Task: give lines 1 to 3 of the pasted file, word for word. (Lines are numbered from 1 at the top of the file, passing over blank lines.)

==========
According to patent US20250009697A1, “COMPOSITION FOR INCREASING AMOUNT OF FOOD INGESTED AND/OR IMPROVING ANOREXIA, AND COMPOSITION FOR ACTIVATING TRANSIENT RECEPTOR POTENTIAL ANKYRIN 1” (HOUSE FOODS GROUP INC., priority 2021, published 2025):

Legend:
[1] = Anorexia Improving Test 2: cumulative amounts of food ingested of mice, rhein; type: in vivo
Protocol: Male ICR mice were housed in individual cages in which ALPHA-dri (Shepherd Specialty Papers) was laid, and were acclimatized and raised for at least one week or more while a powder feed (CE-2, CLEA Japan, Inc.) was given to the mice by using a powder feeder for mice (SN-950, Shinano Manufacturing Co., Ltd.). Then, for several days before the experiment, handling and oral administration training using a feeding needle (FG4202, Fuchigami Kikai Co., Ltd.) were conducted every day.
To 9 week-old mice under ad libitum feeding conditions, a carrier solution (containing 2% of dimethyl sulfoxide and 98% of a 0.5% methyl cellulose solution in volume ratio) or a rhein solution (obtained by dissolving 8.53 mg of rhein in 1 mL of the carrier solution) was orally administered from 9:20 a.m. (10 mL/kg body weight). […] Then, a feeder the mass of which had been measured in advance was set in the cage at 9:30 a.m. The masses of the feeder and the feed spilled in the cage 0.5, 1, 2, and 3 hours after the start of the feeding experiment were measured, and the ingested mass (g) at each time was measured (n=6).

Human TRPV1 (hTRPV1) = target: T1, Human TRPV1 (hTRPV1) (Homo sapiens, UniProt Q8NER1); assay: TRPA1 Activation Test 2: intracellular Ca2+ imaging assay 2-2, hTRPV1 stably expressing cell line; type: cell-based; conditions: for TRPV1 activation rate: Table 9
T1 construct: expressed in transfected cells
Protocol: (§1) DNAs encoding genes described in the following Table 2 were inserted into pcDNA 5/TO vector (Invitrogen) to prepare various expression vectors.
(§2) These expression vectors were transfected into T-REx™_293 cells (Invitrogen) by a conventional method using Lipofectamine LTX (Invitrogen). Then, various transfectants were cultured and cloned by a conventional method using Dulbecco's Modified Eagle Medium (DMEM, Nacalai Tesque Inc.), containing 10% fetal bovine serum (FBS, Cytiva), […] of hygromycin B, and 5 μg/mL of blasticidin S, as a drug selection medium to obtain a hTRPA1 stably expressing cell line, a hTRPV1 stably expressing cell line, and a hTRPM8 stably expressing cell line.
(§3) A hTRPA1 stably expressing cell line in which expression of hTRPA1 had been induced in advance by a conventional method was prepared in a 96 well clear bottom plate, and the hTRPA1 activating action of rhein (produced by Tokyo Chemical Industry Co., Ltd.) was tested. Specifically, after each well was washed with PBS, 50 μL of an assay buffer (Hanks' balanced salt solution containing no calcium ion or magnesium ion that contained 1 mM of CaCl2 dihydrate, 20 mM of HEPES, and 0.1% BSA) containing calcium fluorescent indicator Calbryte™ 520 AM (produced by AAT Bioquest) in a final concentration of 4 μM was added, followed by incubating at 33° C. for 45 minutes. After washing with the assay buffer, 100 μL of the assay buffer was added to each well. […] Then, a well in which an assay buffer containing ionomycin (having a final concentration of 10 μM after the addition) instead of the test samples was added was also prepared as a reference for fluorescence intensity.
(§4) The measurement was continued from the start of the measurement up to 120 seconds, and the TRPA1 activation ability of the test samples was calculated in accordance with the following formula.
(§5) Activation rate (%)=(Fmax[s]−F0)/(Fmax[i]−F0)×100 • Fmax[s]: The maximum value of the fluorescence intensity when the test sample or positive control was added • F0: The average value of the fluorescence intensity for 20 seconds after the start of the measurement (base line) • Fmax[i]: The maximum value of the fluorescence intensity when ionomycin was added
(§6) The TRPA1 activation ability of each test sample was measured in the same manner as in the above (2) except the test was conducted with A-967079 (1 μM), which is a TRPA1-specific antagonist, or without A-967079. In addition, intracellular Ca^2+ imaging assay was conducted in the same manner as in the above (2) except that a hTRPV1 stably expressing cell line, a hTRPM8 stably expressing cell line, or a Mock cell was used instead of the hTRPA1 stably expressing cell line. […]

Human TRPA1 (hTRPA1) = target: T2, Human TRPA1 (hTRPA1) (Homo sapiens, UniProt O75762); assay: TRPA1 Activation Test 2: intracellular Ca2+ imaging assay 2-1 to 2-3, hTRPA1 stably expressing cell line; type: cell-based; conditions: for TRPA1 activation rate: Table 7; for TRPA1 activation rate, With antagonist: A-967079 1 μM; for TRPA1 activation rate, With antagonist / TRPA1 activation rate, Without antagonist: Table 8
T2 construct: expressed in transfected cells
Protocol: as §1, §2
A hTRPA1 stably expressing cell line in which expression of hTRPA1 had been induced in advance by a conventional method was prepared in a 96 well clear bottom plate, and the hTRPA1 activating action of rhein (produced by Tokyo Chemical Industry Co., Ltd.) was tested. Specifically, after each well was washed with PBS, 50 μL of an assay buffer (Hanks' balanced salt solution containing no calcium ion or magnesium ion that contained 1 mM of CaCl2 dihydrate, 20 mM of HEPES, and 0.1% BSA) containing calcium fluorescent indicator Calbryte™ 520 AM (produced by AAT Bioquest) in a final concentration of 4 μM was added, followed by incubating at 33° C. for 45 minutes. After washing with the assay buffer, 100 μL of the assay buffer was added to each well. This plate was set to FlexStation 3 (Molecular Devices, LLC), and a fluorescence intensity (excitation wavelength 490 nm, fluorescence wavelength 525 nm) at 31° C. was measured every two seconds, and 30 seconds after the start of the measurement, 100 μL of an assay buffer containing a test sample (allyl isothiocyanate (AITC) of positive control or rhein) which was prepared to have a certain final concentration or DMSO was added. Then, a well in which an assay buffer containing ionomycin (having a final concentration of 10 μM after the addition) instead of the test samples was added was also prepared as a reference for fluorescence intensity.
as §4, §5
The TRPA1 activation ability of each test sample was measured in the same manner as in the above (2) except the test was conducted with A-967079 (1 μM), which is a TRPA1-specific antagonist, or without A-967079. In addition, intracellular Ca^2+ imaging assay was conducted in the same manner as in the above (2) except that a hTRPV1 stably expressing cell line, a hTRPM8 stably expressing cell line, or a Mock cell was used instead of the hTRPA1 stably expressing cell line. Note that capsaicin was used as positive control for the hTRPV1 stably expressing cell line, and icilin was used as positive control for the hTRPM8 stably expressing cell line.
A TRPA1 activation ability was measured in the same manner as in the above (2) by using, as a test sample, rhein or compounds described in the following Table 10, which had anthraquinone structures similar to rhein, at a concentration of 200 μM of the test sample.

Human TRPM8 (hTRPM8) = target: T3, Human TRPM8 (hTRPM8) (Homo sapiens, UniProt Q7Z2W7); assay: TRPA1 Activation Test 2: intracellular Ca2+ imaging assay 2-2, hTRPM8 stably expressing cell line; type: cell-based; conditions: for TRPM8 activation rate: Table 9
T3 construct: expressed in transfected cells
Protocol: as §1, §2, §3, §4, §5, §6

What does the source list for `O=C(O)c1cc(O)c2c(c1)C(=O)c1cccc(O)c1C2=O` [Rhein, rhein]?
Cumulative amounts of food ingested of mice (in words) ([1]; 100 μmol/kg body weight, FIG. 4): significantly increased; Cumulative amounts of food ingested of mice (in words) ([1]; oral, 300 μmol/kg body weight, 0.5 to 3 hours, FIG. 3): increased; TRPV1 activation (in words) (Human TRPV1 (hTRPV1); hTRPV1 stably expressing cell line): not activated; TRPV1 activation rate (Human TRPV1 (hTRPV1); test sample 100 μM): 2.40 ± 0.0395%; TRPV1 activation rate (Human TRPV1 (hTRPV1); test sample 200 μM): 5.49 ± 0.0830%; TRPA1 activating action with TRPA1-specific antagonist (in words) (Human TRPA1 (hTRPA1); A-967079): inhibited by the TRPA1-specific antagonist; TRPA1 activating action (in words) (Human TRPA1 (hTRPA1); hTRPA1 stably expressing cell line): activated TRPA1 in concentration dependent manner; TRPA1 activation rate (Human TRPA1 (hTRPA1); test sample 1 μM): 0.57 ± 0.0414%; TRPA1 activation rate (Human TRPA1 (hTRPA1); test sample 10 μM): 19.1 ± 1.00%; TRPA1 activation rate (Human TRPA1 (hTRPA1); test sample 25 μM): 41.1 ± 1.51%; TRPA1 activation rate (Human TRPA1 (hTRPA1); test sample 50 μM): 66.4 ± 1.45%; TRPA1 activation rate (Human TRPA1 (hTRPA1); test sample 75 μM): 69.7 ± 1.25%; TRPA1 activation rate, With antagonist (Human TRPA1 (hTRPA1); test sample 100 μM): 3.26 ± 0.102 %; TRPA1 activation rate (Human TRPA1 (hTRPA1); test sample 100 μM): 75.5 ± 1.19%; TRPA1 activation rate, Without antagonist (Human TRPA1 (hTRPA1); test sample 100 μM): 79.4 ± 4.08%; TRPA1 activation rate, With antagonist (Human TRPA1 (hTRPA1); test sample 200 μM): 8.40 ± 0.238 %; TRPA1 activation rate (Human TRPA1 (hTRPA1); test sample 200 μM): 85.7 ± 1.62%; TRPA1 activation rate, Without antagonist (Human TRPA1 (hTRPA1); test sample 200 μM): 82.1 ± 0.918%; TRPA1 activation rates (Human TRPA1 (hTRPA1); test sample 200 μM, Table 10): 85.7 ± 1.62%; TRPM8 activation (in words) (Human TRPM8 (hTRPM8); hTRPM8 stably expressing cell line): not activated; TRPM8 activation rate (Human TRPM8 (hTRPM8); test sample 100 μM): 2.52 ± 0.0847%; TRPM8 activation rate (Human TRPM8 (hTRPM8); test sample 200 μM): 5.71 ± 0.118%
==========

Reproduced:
According to patent US20250009697A1, “COMPOSITION FOR INCREASING AMOUNT OF FOOD INGESTED AND/OR IMPROVING ANOREXIA, AND COMPOSITION FOR ACTIVATING TRANSIENT RECEPTOR POTENTIAL ANKYRIN 1” (HOUSE FOODS GROUP INC., priority 2021, published 2025):

Legend:
[1] = Anorexia Improving Test 2: cumulative amounts of food ingested of mice, rhein; type: in vivo